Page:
Referring now to FIG. 5, there is shown an enhanced perspective view of another embodiment of the present invention whereby an input power cable (cord) 50 comprising a portion of converter 10 is configured to receive and conduct either an AC voltage or DC voltage to input 12 of converter 10. Cable 50 is seen to include a connector 52 at a distal end thereof, shown as a plug including respective electrical contacts 54, shown in this embodiment as prongs configured to plug into as standard 120 volt AC outlet such as is standard in the United States. An adaptor 60 includes a receptacle 62 which is configured to receive the electrical contacts 54 of connector 52, and having another connector 64 configured to detachably connect to a standard DC power source, such as that provided by an aircraft, or that provided by a vehicle such as an automobile, boat, truck, and so forth. In this embodiment, an aircraft adaptor 64 is seen to be electrically coupled to adaptor 60 and having a distal end configured to electrically connect to a mating connector on an aircraft. A DC plug 66 is also shown that is adapted to electrically couple at one end to the aircraft adaptor 64, and having a distal end configured to be received in a standard vehicle cigarette lighter socket. Of course, according to other embodiments of the present invention, both the adaptors 64 and 66 may be configured to separately electrically connect to adaptor 60 and provide DC power directly thereto for electrically coupling to contacts 54, and the serial implementation depicted in FIG. 5 is only one embodiment of the present invention.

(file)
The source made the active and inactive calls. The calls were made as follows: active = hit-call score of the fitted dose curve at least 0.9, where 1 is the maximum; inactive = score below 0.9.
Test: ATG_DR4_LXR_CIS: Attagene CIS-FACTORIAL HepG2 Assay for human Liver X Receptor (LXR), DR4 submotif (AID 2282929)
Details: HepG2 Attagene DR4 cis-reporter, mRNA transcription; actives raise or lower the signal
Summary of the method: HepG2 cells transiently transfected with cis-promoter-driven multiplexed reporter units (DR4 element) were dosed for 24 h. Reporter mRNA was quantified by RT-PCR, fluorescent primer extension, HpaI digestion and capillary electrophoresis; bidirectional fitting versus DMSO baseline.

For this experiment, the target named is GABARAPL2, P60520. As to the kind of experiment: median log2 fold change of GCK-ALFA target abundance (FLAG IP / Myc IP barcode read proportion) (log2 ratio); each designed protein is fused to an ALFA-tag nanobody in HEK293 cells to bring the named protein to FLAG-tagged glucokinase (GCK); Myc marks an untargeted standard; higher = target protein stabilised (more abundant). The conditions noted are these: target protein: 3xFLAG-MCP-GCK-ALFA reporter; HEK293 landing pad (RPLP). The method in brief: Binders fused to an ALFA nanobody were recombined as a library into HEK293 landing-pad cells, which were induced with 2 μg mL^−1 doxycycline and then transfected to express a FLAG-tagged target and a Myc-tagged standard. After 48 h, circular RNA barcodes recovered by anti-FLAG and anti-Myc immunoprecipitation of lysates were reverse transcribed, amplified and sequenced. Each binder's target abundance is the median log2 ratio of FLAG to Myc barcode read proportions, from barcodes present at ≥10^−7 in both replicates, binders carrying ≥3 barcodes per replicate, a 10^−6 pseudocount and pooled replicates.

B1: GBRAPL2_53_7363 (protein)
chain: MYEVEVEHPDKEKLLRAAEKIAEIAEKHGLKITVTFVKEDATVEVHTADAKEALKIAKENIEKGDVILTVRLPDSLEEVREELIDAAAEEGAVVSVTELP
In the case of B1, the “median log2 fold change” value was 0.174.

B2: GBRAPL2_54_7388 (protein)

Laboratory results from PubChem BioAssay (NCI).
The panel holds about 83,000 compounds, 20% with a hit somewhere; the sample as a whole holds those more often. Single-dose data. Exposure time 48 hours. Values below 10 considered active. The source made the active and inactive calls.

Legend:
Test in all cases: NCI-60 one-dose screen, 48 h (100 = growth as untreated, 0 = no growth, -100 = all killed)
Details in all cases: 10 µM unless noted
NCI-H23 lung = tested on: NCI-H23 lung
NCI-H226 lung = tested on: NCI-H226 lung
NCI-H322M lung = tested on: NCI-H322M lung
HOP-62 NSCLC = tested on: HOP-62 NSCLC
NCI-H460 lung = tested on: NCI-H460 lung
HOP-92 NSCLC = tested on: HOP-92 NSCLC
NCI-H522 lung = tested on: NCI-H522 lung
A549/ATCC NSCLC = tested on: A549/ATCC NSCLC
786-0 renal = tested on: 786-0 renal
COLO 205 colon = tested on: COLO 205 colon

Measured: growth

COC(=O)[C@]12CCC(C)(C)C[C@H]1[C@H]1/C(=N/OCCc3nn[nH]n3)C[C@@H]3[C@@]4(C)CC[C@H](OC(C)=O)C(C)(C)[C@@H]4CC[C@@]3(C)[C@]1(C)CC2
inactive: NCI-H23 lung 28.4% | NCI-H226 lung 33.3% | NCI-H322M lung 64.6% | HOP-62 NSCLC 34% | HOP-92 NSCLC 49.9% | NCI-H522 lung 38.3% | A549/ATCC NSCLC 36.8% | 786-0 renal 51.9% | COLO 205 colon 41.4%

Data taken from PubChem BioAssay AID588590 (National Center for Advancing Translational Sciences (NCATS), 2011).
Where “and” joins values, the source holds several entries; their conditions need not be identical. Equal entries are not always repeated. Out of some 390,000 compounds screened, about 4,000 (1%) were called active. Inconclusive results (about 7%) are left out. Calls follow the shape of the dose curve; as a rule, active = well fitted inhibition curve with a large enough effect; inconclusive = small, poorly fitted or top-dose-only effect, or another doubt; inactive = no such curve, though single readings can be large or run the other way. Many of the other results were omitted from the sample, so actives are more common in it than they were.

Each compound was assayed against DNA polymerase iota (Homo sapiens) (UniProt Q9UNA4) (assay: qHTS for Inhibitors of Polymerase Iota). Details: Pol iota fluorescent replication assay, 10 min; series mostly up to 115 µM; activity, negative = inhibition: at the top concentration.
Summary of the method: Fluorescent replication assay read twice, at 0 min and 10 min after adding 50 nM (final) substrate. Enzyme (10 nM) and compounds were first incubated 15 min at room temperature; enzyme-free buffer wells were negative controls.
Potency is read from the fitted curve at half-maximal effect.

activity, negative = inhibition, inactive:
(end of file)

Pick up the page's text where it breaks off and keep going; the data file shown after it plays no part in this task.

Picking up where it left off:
Referring now to FIG. 6, there is depicted at 70 an electrical circuit comprising another embodiment of the present invention configured to electrically detect the presence of an AC voltage provided to the converter input 12. In this embodiment, an AC voltage provided to input 12 is passed via a relay 80 to conductors 88 and 90, which feed a full-wave rectifier 92. The full-wave rectified AC voltage from rectifier 92 is provided to AC lines 94, as shown.